About a fortnight ago I was invited to an 80th birthday party. You might expect this to be a place for zimmers, or at least walking sticks, but there were none in sight or in use. The hostess keeps herself fit and takes a keen interest in all the members of her extended family and this was apparent in the warmth and congeniality. She has four children and they are all married to their original partners. Considering the history of the royal family this is a record in itself, but it also adds to the harmony. Each of the four couples have three children, which adds another dozen young people to the number. All but two of them were present. The two absentees had not forgotten their well-loved granny and telephoned with their birthday greetings from South America and Australia where they are presently working. Several of the other grandchildren had brought their own partners so far from being a party of senior citizens it was youthful gathering and a very happy occasion with plenty of laughter and teasing and an atmosphere of warmth and camaraderie.
The moral of this wee story is that it adds more dimensions to life if we take an interest in the younger generations. In return many of them respect and love their elders and give their care and support when they can. This should not be expected but it is something to be treasured when it is freely given. One of my own relatives had very little interest in her three grandchildren, who were all making their way in life, and she had good reason to be proud of them. Instead she often moaned about being bored or lonely. Her circle grew smaller and her conversation became more and more limited so even her own generation were less inclined to visit.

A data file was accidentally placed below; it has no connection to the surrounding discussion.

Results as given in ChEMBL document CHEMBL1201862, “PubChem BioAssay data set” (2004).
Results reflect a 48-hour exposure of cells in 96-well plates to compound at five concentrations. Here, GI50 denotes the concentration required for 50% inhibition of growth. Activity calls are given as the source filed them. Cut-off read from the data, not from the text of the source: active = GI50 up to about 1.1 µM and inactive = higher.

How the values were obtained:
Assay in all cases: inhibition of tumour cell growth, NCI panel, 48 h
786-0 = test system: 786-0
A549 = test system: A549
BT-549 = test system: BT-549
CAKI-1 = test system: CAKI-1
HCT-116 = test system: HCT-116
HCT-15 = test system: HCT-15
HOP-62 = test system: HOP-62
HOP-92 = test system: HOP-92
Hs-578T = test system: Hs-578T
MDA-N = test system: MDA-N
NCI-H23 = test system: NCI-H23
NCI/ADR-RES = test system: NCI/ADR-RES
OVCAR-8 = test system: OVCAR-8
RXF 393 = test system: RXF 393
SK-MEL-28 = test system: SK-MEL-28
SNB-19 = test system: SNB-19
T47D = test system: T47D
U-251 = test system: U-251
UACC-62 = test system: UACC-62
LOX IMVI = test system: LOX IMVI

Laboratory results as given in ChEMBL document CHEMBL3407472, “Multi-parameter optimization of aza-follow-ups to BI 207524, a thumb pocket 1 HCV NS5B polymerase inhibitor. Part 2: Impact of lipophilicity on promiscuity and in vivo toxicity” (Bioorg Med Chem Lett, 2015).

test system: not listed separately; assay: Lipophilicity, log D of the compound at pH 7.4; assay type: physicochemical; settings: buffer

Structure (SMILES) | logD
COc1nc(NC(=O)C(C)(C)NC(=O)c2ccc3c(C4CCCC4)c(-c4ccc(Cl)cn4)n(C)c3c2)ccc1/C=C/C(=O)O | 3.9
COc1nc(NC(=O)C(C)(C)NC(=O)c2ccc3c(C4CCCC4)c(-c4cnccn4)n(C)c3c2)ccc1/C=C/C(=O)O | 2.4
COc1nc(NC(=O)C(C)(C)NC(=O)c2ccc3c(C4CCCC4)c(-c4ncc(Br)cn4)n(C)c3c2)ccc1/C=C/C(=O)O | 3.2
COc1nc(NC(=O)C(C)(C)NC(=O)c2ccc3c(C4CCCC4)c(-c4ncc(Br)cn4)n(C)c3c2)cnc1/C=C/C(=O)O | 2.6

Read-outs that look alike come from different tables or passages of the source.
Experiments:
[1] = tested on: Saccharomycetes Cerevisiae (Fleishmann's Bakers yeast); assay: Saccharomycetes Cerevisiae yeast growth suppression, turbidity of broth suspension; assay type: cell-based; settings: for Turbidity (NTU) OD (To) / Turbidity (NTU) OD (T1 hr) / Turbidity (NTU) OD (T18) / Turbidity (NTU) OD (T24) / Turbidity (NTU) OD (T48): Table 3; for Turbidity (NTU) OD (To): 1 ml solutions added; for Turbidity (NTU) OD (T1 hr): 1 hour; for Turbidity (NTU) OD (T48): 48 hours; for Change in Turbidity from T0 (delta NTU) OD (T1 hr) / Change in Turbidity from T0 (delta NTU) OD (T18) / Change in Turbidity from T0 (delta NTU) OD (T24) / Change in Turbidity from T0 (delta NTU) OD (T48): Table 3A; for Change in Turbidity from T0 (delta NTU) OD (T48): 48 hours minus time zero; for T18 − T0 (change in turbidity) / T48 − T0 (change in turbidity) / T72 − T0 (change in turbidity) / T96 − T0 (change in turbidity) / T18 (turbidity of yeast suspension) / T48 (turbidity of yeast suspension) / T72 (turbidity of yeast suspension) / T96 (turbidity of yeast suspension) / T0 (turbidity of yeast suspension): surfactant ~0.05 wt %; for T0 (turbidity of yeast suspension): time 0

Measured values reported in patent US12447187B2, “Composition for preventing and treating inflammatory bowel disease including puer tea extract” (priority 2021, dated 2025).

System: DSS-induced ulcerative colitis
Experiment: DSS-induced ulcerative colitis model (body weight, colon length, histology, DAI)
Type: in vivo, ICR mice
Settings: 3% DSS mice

When I write my family sagas I try to include different generations, obviously with some romance and love and a few problems to overcome – otherwise there would be no story to tell, but I I strive for the feeling of overall warmth and sometimes I even give the baddies a redeeming feature.